Not all castells are the same. The name of the structure is determined by two parameters:
- width or number of castellers on each level of the trunk. This indicates the rengles (pillars) each level of the trunk consists of.
- height or the number of levels. The minimum number of levels a structure must have to be considered as a castell is six, except for pillars, which are made with four levels and upwards.
In such a way, a 4of6 for example, means that the trunk is made of 4 castellers at each level (except from the pom de dalt) and that consists of 6 levels.
Castells can be divided in two main groups: simple structures and complex structure.
They consist of one, two, three or four castellers per level.
This structure has one casteller per level. In a pillar, each casteller in the trunk holds with his arms the casteller above. This is the only structure in which the pom de dalt of a pillar is only formed by the enxaneta, there are no dosos or acotxador.
The pillar is crowned when the enxaneta raises on of his/her arms and places the other on his/her waist.
Dos or Torre (Two or Tower)
This structure has two castellers per level. The pom de dalt is formed by four castellers: a pair of dosos, the acotxador and the enxaneta. The torre is the only structure in which the dosos stand in the same position as the rest of the trunk, i.e. the dosos place both feet on the shoulders of the casteller in the level below. The acotxador and the enxaneta, climb on different “pillars” called rengles and after doing the aleta at the top of the castell, they cross and come down on the opposite rengla.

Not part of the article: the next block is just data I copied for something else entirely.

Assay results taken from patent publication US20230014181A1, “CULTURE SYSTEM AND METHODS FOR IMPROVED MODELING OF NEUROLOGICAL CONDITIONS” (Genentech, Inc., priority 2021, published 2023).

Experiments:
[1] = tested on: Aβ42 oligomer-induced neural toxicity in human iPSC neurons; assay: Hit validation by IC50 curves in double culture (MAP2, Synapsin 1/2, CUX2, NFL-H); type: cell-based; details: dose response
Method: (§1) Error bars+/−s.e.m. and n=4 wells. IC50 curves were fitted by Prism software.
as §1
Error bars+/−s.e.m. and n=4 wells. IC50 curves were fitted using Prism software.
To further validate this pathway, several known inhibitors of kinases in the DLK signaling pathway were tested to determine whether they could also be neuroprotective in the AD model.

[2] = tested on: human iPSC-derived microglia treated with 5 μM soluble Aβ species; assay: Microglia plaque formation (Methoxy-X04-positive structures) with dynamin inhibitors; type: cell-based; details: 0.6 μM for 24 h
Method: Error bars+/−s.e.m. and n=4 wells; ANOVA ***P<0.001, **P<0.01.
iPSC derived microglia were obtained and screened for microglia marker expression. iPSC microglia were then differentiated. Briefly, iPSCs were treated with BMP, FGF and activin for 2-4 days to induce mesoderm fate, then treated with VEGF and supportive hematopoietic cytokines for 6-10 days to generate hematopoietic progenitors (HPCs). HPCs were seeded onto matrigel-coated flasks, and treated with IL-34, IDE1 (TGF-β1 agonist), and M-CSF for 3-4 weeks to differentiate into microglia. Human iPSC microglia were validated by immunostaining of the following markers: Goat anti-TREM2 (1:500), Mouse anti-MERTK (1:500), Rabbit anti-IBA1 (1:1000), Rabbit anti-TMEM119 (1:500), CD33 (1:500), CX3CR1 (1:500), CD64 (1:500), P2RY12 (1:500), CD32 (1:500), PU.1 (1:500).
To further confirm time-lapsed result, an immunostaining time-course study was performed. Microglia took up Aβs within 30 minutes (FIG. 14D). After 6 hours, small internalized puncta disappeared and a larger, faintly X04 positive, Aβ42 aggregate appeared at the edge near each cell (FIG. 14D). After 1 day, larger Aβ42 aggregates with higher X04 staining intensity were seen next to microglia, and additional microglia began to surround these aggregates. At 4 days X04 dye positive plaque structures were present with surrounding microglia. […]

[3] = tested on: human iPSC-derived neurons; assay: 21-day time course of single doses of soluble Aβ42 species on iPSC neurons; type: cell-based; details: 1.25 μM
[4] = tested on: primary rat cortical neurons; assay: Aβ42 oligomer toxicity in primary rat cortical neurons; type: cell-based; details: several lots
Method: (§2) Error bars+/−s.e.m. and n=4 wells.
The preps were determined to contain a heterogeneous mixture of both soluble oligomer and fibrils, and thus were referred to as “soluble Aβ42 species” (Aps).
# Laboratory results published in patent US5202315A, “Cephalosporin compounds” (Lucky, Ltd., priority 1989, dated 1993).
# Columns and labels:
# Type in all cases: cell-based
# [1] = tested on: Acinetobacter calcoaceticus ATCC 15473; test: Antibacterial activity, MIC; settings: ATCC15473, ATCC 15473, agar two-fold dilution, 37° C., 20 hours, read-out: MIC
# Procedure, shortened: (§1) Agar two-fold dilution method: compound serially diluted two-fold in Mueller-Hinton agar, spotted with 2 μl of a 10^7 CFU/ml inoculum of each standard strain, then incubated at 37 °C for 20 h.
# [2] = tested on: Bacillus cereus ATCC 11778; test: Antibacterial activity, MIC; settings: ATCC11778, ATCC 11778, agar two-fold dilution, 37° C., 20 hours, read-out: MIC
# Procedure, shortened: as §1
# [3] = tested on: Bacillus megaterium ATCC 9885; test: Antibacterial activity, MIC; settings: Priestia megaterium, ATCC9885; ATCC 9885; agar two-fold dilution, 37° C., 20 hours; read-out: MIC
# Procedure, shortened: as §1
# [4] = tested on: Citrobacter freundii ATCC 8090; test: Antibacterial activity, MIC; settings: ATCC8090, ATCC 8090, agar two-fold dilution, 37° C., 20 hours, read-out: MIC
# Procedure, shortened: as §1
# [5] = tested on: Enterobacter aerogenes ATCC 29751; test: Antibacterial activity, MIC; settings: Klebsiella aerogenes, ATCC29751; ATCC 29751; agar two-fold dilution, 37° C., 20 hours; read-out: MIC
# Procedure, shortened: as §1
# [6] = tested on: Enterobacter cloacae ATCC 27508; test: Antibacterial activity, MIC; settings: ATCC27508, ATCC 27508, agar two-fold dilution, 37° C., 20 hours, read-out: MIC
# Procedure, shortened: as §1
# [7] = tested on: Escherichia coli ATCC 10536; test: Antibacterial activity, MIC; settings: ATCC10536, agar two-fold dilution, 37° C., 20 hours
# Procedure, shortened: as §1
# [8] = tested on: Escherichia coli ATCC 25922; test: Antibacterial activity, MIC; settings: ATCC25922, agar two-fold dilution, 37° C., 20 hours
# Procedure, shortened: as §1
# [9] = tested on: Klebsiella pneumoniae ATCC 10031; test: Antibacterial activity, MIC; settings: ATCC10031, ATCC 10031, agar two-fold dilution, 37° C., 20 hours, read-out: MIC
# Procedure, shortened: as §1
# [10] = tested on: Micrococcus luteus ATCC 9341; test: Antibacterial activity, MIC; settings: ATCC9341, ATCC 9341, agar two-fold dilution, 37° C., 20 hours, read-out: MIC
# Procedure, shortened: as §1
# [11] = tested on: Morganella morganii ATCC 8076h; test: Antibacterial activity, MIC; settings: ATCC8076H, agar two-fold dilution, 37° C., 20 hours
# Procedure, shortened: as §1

This structure is formed of three castellers per level holding each other forming a circle. Each of the pillars have a specific name depending on the castellers that climb on it:
- Rengla – the middle pillar where the dos tancat climbs.
The dos tancat takes the same position as the casteller in the level below placing both feet on his/her shoulders.
- Plena or dreta – the pillar on the right hand side of the rengla where the dos obert and enxaneta climb.
The dos obert takes and open position by placing one foot on each remaining pillars. The dos obert climbs and goes down on the plena and the enxaneta climbs on the plena and goes down the rengla.
- Buida or esquerra – the pillar on the left hand side of the rengla where the acotxador climbs.
This structure is formed of four castellers per level forming a square.
In the trunk, the castellers of each level don’t take each other arms but take the ankle or lower part of the leg of the castellers that stand on the sides of the level above.
The pom de dalt is made of four castellers: a pair of dosos, the aixecador and the enxaneta. The dosos place themselves in an open position (dos obert) by placing their feet on the shoulders of two different castells. Each dos climbs and goes down on a specific rengla whereas the aixecador and enxaneta climb and go down on opposite rengles and cross at the top of the castell. This makes this castell more stable than a three as the weight is better balanced.
With more than four castellers per level, complex structures are made of combinations of simple structures.
This structure is formed of five castellers per level. It is made of a structure of three and a torre that is attached to the rengla of the three.